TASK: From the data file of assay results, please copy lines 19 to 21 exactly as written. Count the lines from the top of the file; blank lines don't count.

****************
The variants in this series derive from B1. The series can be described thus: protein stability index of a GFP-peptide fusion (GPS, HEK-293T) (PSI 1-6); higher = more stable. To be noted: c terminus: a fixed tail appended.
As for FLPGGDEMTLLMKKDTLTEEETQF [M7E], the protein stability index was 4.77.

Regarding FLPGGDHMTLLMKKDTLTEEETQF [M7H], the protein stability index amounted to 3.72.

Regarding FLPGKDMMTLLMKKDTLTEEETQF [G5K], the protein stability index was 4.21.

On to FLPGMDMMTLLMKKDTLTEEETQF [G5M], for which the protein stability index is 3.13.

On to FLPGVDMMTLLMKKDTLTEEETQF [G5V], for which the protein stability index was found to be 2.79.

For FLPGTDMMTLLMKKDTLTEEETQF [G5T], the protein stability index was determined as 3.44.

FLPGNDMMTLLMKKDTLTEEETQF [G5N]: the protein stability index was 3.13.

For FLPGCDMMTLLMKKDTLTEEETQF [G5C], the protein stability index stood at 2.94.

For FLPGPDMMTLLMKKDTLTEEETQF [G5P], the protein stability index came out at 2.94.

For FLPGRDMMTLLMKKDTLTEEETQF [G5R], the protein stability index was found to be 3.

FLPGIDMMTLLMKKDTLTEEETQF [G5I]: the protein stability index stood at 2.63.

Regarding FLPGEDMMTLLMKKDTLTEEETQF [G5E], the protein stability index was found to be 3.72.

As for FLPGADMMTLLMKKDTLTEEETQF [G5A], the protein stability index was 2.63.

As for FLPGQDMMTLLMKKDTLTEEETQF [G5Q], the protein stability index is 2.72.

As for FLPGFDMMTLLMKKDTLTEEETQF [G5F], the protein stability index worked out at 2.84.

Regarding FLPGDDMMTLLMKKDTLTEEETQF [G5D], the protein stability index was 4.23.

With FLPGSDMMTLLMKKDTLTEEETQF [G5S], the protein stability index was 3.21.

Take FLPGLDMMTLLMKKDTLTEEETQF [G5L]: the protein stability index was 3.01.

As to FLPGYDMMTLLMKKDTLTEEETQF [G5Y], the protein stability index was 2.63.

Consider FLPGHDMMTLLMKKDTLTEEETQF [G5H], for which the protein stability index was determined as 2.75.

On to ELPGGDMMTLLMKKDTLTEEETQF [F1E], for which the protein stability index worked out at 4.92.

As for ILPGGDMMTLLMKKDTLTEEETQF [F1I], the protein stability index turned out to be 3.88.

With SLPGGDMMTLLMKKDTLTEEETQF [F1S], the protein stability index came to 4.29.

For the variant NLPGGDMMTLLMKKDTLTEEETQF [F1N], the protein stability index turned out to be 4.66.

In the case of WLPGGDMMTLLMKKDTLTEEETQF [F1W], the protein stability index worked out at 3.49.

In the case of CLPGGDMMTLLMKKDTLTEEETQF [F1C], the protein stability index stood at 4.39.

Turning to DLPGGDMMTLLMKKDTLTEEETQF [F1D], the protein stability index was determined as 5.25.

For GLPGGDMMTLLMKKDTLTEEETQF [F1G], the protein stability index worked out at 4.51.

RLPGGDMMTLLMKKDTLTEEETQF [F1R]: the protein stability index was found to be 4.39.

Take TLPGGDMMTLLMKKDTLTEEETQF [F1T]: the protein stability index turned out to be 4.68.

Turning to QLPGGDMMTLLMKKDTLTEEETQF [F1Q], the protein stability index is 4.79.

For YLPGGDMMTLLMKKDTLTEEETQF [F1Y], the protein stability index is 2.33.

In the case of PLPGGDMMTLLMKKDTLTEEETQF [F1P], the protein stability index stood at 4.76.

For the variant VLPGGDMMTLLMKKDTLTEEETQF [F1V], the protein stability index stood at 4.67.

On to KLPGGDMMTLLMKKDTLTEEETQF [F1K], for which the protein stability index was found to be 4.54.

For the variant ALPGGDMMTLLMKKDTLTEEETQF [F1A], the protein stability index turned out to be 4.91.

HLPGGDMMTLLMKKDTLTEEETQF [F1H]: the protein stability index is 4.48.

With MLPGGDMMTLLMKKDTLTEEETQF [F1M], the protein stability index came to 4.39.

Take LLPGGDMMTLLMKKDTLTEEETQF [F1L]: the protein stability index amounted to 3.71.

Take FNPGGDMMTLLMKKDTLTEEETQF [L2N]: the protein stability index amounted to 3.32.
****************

Take FLPGLDMMTLLMKKDTLTEEETQF [G5L]: the protein stability index was 3.01.

As to FLPGYDMMTLLMKKDTLTEEETQF [G5Y], the protein stability index was 2.63.

Consider FLPGHDMMTLLMKKDTLTEEETQF [G5H], for which the protein stability index was determined as 2.75.